Today’s travellers are willing to share their personal information in exchange for a more curated, seamless experience. Having direct access to your loyalty program members via social media or email marketing ensures them that you are listening and that you care about their needs and preferences. There have been numerous shifts in guest behaviour since the beginning of 2020 and the hoteliers that can pick up on these changes will benefit immensely. For example, the “Work from Hyatt” package offers remote workers the opportunity to earn points by relocating their home office to any Hyatt location. And since the “work-from-home” trend doesn’t look like it will be leaving us anytime soon, a program similar to this is something every hotelier should consider.
Another thing to consider, and something that is typically overlooked, is the benefit of partnerships in helping create these guest profiles. Most loyalty programs only use data collected by the hotel to segment their customer bases, which puts them at a disadvantage. Partnering with other companies and services gives you as a hotelier the upper hand while also bringing in new customers to both parties. For example, partnering through a simple referral agreement with local retailers and restaurants gives you even more insight into what your guest prefers and expects. With this additional data that complements what you have already collected, you can create more robust guest profiles and create even more hyper-personalised loyalty programs for your customers, setting you apart from other hotel loyalty programs.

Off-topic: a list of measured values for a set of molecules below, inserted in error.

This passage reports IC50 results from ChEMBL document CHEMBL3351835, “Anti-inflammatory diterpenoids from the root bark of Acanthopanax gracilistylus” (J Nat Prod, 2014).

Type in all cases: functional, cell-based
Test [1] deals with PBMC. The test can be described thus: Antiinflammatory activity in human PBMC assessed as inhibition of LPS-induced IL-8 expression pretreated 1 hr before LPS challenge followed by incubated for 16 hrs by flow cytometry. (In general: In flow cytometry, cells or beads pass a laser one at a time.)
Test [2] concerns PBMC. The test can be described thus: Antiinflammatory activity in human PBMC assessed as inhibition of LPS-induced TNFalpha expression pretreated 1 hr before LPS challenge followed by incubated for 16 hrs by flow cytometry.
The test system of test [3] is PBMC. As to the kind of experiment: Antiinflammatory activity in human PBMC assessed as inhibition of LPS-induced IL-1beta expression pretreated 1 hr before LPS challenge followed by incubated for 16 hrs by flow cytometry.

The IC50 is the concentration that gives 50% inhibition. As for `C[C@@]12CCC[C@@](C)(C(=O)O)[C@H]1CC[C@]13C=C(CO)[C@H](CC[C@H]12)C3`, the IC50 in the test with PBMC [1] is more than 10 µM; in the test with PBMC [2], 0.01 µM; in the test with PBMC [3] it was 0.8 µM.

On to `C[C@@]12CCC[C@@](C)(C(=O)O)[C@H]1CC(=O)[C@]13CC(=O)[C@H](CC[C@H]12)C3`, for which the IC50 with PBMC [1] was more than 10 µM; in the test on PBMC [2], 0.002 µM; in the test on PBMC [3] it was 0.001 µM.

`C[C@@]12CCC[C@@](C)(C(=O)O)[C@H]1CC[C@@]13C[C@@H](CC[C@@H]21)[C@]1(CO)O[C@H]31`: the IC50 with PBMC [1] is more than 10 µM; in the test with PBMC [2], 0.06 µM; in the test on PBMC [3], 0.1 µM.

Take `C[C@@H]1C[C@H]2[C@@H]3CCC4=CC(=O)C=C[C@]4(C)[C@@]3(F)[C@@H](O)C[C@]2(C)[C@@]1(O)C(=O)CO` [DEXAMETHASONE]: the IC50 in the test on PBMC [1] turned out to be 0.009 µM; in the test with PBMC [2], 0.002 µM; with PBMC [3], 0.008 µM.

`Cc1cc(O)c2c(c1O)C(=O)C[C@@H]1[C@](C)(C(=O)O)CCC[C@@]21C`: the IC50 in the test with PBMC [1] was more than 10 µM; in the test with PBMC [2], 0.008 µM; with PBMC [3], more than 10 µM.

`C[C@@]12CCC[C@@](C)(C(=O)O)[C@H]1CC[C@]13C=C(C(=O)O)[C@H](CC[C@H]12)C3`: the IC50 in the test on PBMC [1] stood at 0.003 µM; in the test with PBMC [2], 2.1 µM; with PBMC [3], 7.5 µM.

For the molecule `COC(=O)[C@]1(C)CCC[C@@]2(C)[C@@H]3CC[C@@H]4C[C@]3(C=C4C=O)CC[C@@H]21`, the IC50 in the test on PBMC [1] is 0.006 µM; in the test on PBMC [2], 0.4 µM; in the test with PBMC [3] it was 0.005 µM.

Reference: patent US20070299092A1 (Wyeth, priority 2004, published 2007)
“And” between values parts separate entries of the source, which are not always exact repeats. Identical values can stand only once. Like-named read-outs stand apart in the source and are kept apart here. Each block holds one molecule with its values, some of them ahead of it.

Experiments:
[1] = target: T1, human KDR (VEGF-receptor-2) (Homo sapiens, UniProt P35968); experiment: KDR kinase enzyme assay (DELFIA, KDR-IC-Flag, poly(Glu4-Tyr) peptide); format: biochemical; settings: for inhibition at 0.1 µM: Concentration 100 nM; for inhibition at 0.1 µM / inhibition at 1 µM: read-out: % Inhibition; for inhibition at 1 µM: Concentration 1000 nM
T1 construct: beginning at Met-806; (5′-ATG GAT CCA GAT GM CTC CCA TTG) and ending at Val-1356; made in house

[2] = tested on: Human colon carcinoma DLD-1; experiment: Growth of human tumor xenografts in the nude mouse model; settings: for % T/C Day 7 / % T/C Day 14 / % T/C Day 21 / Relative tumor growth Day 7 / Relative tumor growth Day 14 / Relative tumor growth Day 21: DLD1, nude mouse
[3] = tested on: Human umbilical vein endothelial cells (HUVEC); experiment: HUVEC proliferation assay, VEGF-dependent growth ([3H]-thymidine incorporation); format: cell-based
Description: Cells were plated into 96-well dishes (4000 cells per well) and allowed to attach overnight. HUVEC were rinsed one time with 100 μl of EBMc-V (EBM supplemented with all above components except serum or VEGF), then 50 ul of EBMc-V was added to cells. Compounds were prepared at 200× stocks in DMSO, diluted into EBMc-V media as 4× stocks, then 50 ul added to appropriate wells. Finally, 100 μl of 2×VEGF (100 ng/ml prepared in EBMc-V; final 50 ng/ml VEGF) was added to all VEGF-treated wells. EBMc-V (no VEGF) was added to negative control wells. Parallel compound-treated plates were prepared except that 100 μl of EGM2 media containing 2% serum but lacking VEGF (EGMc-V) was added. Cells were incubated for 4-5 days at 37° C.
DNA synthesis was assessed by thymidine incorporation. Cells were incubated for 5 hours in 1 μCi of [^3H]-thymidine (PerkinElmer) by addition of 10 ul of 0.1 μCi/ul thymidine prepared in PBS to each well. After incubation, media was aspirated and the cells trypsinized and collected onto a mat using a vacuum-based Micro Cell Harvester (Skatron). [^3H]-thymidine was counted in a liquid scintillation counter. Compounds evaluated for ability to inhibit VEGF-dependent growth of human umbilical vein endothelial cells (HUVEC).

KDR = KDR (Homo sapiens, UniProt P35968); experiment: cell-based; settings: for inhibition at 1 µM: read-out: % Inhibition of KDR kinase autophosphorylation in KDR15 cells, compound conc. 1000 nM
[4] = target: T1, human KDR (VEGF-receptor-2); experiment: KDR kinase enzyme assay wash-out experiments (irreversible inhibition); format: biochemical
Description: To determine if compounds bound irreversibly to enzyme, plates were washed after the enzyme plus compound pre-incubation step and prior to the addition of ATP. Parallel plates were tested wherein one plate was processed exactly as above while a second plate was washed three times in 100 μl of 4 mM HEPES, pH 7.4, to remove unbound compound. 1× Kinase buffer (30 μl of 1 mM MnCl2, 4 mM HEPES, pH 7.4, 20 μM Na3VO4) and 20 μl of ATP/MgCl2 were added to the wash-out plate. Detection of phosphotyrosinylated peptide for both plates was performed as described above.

A New Opportunity
There is no doubt at all that the boom of post-pandemic travel is coming much sooner than we think. And with it, numerous travellers around the world have abandoned their previous loyalty programs due to their points expiring or not being happy with the rewards. Did we also mention the 59% of people surveyed by Oracle who said they didn’t even belong to any loyalty programs?
This is the perfect time to go back to the drawing board and create a strategy around your loyalty program that will engage this new group of “undecided” travellers. Whether you decide on a special offer or a sign-up bonus, make sure it’s meaningful and thoughtful. At the end of the day, the most successful loyalty programs will be personalised, experiential, and intelligent. The perfect hotel loyalty program will not be confined to just one step of the guest experience, but will be woven into all aspects of the customer relationship; from the moment they land on your website to after they have already checked out.
Editors note: This post was originally published in October 2021 and has been refreshed and updated for accuracy and new best practices.